She went from fan to fiancée in one short year. There's got to be a Hollywood movie in the works about this love story.
A year ago, Susie Meister of Ross shot to fame among the 18-to-24-year-old demographic with her appearance on MTV's "Road Rules." Cast as the naive church-goer, Meister got interested in "Road Rules" after Pittsburgher Timmy Beggy starred in the show's second season as the designated class clown.
She'd met him at the Three Rivers Regatta and again when he appeared in an episode of her season of "Road Rules," filmed in Australia.
They stayed in touch as friends, and then Susie went to visit him for a week in Los Angeles last December.
"We were just friends when I got there, and by the time I was leaving, I was engaged," Meister said. "It just happened very fast. We didn't get a ring, we didn't set a date, we just know we're meant to be together."
Meister said the two connected as friends because of their shared hometown and TV experience, but it grew into something more.
"This isn't really about 'Road Rules,' " Meister said.
"We fell in love like any other couple. Something happens and it's love."
Beggy, 27, is living in the 'Burgh and is on summer hiatus from hosting duties on the Fox Sports Net show "The Slant," which covers college football and basketball. Meister, 19, is a sophomore at the University of Pittsburgh studying political science and English literature.
She said her adventures in television proved enlightening, especially when it came to the editing of the show.
"I was put into this little box and portrayed as the naive innocent who had some sort of huge transformation," Meister said. "I know the editors have a job to do trying to make a storyline, and the trip was a lot more interesting on television than in real life. It's a limited perspective, but I think they did a great job."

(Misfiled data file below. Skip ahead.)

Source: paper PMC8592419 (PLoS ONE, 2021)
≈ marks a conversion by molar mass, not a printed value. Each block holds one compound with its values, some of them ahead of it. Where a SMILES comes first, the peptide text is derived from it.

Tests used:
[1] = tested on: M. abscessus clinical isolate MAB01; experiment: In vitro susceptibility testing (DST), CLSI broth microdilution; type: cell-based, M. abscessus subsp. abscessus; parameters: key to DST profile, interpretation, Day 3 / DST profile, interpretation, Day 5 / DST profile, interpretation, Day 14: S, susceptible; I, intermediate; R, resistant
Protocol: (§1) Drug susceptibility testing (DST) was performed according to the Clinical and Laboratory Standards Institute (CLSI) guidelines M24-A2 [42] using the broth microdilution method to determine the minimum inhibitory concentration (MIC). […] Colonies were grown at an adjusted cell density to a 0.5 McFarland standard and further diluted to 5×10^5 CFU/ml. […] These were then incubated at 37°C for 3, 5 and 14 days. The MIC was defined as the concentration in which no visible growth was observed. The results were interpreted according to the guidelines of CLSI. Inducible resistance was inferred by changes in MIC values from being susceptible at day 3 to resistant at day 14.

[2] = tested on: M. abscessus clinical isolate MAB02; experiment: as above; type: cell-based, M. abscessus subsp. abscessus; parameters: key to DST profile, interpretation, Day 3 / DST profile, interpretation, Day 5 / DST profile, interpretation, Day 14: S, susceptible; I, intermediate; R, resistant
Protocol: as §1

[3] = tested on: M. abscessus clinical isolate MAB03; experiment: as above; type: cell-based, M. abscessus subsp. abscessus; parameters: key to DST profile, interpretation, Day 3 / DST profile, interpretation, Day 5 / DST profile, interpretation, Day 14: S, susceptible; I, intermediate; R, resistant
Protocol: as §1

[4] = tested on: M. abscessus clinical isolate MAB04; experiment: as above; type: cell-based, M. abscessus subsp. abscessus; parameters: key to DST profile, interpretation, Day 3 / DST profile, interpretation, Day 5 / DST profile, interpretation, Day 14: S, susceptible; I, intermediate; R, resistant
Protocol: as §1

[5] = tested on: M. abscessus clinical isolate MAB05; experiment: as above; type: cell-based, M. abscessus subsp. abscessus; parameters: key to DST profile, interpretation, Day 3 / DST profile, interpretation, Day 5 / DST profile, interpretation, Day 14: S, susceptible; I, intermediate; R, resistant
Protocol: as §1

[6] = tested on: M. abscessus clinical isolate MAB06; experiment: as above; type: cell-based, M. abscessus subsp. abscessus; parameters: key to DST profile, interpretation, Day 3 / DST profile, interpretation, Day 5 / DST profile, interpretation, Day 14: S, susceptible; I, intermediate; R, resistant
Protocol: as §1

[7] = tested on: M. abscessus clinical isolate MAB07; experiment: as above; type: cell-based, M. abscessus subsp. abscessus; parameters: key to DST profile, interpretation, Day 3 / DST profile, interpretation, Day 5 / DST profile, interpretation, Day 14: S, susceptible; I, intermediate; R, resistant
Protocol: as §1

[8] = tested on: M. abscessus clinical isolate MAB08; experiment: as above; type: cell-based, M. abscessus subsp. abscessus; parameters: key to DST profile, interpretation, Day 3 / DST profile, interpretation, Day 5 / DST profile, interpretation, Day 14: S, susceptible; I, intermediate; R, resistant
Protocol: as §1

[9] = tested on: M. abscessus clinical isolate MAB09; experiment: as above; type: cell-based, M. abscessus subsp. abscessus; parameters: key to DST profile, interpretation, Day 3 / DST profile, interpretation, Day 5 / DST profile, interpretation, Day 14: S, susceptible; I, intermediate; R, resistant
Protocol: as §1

And no, she hasn't changed that much, despite getting a tattoo on the show (Meister said the other cast members also got tattoos, but MTV only showed her getting one). She still attends church services, and said that will never change.
Meister said she learned more from the after-effects of stardom than being on the show itself.
"You're not famous, but you're not normal either," she said. "People feel like they know you and want to be your friend.
"You come into a relationship not knowing the other person and they come into it having an opinion about you already. It can work to your advantage, it can work against you."
Meister said she and Beggy try to stay away from places where they might be recognized by peers. And there are rewards.
On a trip back from California, Meister and Beggy stopped at Columbine High School in Littleton, Colo., to visit with victims of the shooting.
It wasn't an MTV-concocted stunt; they did it on their own.
"We just wanted to talk to kids in the hospital," Meister said. "When you get through all the superficial crap of MTV and do something good, it's so rad. The kids had bandages and wounds, but they just wanted to talk. It was kind of humbling though.
"They said Aerosmith had just been there, and we're just MTV scrubs."